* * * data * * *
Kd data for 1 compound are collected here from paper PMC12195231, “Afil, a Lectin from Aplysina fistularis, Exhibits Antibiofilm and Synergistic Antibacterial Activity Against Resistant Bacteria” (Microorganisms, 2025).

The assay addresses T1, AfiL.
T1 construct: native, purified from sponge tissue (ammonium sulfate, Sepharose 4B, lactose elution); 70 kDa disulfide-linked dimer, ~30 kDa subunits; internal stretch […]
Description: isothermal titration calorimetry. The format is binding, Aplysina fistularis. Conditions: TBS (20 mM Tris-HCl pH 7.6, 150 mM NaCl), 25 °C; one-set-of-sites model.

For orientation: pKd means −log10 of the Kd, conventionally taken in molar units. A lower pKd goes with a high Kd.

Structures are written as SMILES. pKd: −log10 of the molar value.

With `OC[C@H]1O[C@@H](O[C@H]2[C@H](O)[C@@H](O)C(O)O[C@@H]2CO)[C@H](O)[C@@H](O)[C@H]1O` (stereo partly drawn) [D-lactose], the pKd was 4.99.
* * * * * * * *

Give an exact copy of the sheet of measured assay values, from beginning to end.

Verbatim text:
Kd data for 1 compound are collected here from paper PMC12195231, “Afil, a Lectin from Aplysina fistularis, Exhibits Antibiofilm and Synergistic Antibacterial Activity Against Resistant Bacteria” (Microorganisms, 2025).

The assay addresses T1, AfiL.
T1 construct: native, purified from sponge tissue (ammonium sulfate, Sepharose 4B, lactose elution); 70 kDa disulfide-linked dimer, ~30 kDa subunits; internal stretch […]
Description: isothermal titration calorimetry. The format is binding, Aplysina fistularis. Conditions: TBS (20 mM Tris-HCl pH 7.6, 150 mM NaCl), 25 °C; one-set-of-sites model.

For orientation: pKd means −log10 of the Kd, conventionally taken in molar units. A lower pKd goes with a high Kd.

Structures are written as SMILES. pKd: −log10 of the molar value.

With `OC[C@H]1O[C@@H](O[C@H]2[C@H](O)[C@@H](O)C(O)O[C@@H]2CO)[C@H](O)[C@@H](O)[C@H]1O` (stereo partly drawn) [D-lactose], the pKd was 4.99.